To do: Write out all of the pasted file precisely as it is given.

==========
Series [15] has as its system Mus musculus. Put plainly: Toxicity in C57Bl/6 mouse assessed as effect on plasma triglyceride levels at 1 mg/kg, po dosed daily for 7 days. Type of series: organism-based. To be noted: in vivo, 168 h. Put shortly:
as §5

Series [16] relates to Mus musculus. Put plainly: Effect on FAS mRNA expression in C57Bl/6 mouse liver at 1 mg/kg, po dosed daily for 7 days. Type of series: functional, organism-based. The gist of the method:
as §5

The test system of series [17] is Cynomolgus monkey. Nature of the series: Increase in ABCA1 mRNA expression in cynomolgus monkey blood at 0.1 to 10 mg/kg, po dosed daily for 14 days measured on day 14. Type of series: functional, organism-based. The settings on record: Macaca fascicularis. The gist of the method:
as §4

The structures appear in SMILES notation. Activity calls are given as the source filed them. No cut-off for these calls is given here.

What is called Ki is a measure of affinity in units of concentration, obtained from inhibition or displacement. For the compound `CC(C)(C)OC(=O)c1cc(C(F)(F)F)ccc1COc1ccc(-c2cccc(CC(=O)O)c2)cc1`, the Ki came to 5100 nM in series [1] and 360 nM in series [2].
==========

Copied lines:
Series [15] has as its system Mus musculus. Put plainly: Toxicity in C57Bl/6 mouse assessed as effect on plasma triglyceride levels at 1 mg/kg, po dosed daily for 7 days. Type of series: organism-based. To be noted: in vivo, 168 h. Put shortly:
as §5

Series [16] relates to Mus musculus. Put plainly: Effect on FAS mRNA expression in C57Bl/6 mouse liver at 1 mg/kg, po dosed daily for 7 days. Type of series: functional, organism-based. The gist of the method:
as §5

The test system of series [17] is Cynomolgus monkey. Nature of the series: Increase in ABCA1 mRNA expression in cynomolgus monkey blood at 0.1 to 10 mg/kg, po dosed daily for 14 days measured on day 14. Type of series: functional, organism-based. The settings on record: Macaca fascicularis. The gist of the method:
as §4

The structures appear in SMILES notation. Activity calls are given as the source filed them. No cut-off for these calls is given here.

What is called Ki is a measure of affinity in units of concentration, obtained from inhibition or displacement. For the compound `CC(C)(C)OC(=O)c1cc(C(F)(F)F)ccc1COc1ccc(-c2cccc(CC(=O)O)c2)cc1`, the Ki came to 5100 nM in series [1] and 360 nM in series [2].